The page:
DNA Siblingship Tests
DNA siblingship tests help to determine whether or not siblings share the same two biological parents or not. It is important to note the term “probability”. Unlike a paternity test there are no absolute guarantees, only percentages of probability assigned. Siblingship tests are one of the newest forms of DNA testing on the market, and as such, as the science of DNA evolves and grows the tests will gain higher degrees of accuracies.
When two siblings, or the parents of such siblings, wish to determine if they are true biological siblings (they have the same father and the same mother) the best method available to determine biological siblingship is to test the parents. This will help isolate the chromosomes from each and then map them back against the chromosomes present in the siblings. If for some reason the parents are not available for testing (unknown as in the case of adoption, or deceased) then the DNA testing for siblings can be used to analyze the biological relationship between the two. However, in order to gain the most accurate probability of siblingship from the test, the presence of one parent greatly increases the accuracy of such a test.
Unfortunately siblingships do not provide the absoluteness that paternity tests provide. The results of such a test are not always conclusive, especially when the true parents of the subjects being tested are not available. When the test itself is performed the lab attempts to determine the genetic profile of the subjects being tested. As they are analyzing the DNA of both siblings they examine the type of genetic materials that each sibling has inherited from the biological parents. This genetic material is then used to form a siblingship DNA index.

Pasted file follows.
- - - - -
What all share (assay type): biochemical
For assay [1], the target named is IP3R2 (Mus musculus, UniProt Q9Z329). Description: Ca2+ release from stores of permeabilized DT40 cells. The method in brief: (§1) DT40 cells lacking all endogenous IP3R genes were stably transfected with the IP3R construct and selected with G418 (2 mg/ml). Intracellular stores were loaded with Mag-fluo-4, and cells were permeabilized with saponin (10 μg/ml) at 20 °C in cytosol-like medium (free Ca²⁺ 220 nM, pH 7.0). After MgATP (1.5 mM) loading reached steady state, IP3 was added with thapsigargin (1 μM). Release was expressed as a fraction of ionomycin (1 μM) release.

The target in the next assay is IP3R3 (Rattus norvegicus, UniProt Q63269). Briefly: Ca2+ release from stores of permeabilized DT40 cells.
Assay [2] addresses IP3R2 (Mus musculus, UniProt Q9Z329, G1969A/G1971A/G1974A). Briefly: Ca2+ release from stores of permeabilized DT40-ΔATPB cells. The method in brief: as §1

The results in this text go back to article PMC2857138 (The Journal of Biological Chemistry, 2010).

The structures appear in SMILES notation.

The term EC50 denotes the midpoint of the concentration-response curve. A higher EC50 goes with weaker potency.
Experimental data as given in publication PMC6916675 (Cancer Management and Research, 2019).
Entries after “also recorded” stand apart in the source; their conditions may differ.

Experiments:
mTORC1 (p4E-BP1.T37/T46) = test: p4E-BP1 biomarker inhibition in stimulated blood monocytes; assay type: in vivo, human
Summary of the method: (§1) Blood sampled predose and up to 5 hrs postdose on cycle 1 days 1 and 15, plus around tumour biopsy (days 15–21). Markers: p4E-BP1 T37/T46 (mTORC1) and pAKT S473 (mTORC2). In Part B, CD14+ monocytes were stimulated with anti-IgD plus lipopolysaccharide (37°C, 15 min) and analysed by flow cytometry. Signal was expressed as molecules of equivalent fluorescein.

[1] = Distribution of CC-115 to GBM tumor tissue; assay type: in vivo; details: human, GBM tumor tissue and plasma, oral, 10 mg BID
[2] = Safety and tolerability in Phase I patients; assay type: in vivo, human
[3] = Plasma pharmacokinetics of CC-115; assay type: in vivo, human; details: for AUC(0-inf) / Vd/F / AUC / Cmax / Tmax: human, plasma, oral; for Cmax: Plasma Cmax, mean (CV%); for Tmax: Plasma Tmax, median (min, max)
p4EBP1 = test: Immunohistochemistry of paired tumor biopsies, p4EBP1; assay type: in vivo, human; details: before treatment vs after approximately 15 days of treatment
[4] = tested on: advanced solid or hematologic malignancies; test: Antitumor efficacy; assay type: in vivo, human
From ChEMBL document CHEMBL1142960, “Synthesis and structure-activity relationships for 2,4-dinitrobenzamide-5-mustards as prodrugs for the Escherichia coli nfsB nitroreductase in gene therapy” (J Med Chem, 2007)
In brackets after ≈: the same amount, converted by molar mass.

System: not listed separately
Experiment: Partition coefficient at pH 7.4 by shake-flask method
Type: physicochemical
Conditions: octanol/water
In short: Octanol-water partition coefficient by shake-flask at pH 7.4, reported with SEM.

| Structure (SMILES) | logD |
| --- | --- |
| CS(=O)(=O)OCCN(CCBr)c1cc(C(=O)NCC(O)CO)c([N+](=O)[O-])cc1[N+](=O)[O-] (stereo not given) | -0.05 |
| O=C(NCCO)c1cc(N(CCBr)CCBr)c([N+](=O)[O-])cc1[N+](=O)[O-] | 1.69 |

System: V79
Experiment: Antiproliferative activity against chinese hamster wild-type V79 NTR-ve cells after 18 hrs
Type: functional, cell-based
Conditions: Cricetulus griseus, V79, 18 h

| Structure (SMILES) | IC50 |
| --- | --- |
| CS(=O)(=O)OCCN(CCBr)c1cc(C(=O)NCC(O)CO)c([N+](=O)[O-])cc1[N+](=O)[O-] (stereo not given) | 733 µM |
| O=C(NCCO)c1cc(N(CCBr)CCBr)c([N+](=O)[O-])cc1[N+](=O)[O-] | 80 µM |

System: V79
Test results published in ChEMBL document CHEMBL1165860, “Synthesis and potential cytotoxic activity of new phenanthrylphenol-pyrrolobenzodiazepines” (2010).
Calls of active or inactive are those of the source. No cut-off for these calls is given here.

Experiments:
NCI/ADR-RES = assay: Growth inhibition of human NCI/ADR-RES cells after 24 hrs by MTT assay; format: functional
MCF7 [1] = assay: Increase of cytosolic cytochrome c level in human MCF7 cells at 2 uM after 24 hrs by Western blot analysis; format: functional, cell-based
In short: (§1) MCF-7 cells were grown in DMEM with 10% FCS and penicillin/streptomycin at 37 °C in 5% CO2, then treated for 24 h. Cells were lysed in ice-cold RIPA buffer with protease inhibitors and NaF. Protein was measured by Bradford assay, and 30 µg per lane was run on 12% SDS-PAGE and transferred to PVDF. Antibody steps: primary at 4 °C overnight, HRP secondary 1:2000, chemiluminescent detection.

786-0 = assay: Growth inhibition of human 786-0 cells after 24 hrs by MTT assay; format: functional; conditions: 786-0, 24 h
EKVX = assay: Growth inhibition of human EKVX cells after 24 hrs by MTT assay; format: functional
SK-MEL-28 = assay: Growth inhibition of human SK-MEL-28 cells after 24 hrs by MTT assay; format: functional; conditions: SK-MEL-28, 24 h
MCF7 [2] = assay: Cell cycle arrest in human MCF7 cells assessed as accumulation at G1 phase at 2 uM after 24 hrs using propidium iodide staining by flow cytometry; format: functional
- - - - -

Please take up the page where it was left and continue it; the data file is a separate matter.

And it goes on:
In the cases where the index is less than 1.0 the two siblings are not biologically related. If the index is over 1.00 then the test shows the probability of biological relationship. The larger the value of the number, the higher the probability the two are biologically related.
In some cases the siblings may only share one common parent, such as the same father but different mothers. In this case a half siblingship index can be calculated based on the genetic material present in the DNA of the siblings. Once this index has been established it is compared to the full siblingship index. The ratio of the two indexes then provides the probability that they are related to only one parent. Again, it is only a ratio and no true determination can be made.
Although there is no absolute certaintity provided when undergoing a siblingship test, the test itself can help provide siblings with an indication of biological relationship.
More often than not the siblingship test is used in cases when the biological mother and father of two individuals is not available or deceased. One of the most common uses of this test is for testing children who may have been separated at birth and placed up for adoption. With the parents unknown, or deceased, it becomes one of the best methods available to help determining if the two children were related at birth.